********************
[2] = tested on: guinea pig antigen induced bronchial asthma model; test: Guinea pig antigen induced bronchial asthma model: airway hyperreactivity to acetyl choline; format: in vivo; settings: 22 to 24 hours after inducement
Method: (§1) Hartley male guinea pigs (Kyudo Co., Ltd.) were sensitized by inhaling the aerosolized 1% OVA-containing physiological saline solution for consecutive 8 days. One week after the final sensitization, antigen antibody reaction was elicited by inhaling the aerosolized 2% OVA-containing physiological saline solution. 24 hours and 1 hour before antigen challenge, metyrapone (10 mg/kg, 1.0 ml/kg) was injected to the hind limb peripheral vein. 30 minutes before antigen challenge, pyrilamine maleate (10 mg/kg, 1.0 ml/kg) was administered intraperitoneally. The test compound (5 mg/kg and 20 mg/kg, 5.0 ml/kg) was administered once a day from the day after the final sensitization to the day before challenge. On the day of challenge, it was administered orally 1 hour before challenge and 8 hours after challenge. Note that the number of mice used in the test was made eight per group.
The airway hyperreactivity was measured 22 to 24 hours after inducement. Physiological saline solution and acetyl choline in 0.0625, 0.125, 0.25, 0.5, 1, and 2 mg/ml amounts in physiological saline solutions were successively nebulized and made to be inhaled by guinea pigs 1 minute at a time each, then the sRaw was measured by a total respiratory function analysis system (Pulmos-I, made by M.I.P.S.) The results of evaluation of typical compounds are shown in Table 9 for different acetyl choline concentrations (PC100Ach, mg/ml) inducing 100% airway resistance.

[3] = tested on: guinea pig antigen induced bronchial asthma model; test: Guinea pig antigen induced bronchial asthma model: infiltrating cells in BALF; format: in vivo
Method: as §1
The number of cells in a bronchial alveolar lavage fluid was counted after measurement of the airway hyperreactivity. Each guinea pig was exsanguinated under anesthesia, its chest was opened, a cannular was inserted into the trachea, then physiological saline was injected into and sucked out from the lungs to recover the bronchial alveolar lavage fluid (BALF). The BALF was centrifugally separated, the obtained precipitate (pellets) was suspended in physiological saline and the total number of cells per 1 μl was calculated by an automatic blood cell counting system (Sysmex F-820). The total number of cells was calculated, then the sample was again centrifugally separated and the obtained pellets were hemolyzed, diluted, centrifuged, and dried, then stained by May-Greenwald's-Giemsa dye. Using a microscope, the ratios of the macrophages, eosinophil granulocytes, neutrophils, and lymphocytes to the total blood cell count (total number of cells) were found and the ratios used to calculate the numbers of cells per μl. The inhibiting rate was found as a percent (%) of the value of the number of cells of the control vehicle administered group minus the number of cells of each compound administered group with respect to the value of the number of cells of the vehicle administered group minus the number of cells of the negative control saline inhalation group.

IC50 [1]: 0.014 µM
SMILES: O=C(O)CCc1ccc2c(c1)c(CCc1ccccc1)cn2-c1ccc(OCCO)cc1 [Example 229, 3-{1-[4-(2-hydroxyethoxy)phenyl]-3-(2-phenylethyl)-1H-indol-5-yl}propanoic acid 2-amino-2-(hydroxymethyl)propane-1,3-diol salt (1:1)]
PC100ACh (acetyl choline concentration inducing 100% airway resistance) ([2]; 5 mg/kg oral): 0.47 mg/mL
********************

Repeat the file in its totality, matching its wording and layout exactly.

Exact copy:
[2] = tested on: guinea pig antigen induced bronchial asthma model; test: Guinea pig antigen induced bronchial asthma model: airway hyperreactivity to acetyl choline; format: in vivo; settings: 22 to 24 hours after inducement
Method: (§1) Hartley male guinea pigs (Kyudo Co., Ltd.) were sensitized by inhaling the aerosolized 1% OVA-containing physiological saline solution for consecutive 8 days. One week after the final sensitization, antigen antibody reaction was elicited by inhaling the aerosolized 2% OVA-containing physiological saline solution. 24 hours and 1 hour before antigen challenge, metyrapone (10 mg/kg, 1.0 ml/kg) was injected to the hind limb peripheral vein. 30 minutes before antigen challenge, pyrilamine maleate (10 mg/kg, 1.0 ml/kg) was administered intraperitoneally. The test compound (5 mg/kg and 20 mg/kg, 5.0 ml/kg) was administered once a day from the day after the final sensitization to the day before challenge. On the day of challenge, it was administered orally 1 hour before challenge and 8 hours after challenge. Note that the number of mice used in the test was made eight per group.
The airway hyperreactivity was measured 22 to 24 hours after inducement. Physiological saline solution and acetyl choline in 0.0625, 0.125, 0.25, 0.5, 1, and 2 mg/ml amounts in physiological saline solutions were successively nebulized and made to be inhaled by guinea pigs 1 minute at a time each, then the sRaw was measured by a total respiratory function analysis system (Pulmos-I, made by M.I.P.S.) The results of evaluation of typical compounds are shown in Table 9 for different acetyl choline concentrations (PC100Ach, mg/ml) inducing 100% airway resistance.

[3] = tested on: guinea pig antigen induced bronchial asthma model; test: Guinea pig antigen induced bronchial asthma model: infiltrating cells in BALF; format: in vivo
Method: as §1
The number of cells in a bronchial alveolar lavage fluid was counted after measurement of the airway hyperreactivity. Each guinea pig was exsanguinated under anesthesia, its chest was opened, a cannular was inserted into the trachea, then physiological saline was injected into and sucked out from the lungs to recover the bronchial alveolar lavage fluid (BALF). The BALF was centrifugally separated, the obtained precipitate (pellets) was suspended in physiological saline and the total number of cells per 1 μl was calculated by an automatic blood cell counting system (Sysmex F-820). The total number of cells was calculated, then the sample was again centrifugally separated and the obtained pellets were hemolyzed, diluted, centrifuged, and dried, then stained by May-Greenwald's-Giemsa dye. Using a microscope, the ratios of the macrophages, eosinophil granulocytes, neutrophils, and lymphocytes to the total blood cell count (total number of cells) were found and the ratios used to calculate the numbers of cells per μl. The inhibiting rate was found as a percent (%) of the value of the number of cells of the control vehicle administered group minus the number of cells of each compound administered group with respect to the value of the number of cells of the vehicle administered group minus the number of cells of the negative control saline inhalation group.

IC50 [1]: 0.014 µM
SMILES: O=C(O)CCc1ccc2c(c1)c(CCc1ccccc1)cn2-c1ccc(OCCO)cc1 [Example 229, 3-{1-[4-(2-hydroxyethoxy)phenyl]-3-(2-phenylethyl)-1H-indol-5-yl}propanoic acid 2-amino-2-(hydroxymethyl)propane-1,3-diol salt (1:1)]
PC100ACh (acetyl choline concentration inducing 100% airway resistance) ([2]; 5 mg/kg oral): 0.47 mg/mL